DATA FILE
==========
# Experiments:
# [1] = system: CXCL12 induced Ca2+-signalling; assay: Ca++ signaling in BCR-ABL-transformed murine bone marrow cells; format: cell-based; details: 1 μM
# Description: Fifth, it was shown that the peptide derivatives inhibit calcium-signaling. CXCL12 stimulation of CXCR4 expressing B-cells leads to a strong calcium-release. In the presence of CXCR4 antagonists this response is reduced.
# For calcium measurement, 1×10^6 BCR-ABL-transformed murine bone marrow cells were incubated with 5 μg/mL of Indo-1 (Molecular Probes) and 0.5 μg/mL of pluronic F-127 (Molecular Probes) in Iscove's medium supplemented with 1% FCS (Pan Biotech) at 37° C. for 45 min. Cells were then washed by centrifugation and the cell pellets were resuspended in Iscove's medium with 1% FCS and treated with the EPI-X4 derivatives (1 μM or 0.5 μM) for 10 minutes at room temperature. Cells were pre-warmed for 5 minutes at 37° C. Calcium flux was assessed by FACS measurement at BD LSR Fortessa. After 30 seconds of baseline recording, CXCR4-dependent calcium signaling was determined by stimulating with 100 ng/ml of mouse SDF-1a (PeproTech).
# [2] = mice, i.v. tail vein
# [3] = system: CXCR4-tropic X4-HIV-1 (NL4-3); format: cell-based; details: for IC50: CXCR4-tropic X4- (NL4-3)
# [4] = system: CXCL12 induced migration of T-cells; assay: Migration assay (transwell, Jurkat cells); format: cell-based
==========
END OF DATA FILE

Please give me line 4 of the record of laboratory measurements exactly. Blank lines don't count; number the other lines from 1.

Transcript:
# For calcium measurement, 1×10^6 BCR-ABL-transformed murine bone marrow cells were incubated with 5 μg/mL of Indo-1 (Molecular Probes) and 0.5 μg/mL of pluronic F-127 (Molecular Probes) in Iscove's medium supplemented with 1% FCS (Pan Biotech) at 37° C. for 45 min. Cells were then washed by centrifugation and the cell pellets were resuspended in Iscove's medium with 1% FCS and treated with the EPI-X4 derivatives (1 μM or 0.5 μM) for 10 minutes at room temperature. Cells were pre-warmed for 5 minutes at 37° C. Calcium flux was assessed by FACS measurement at BD LSR Fortessa. After 30 seconds of baseline recording, CXCR4-dependent calcium signaling was determined by stimulating with 100 ng/ml of mouse SDF-1a (PeproTech).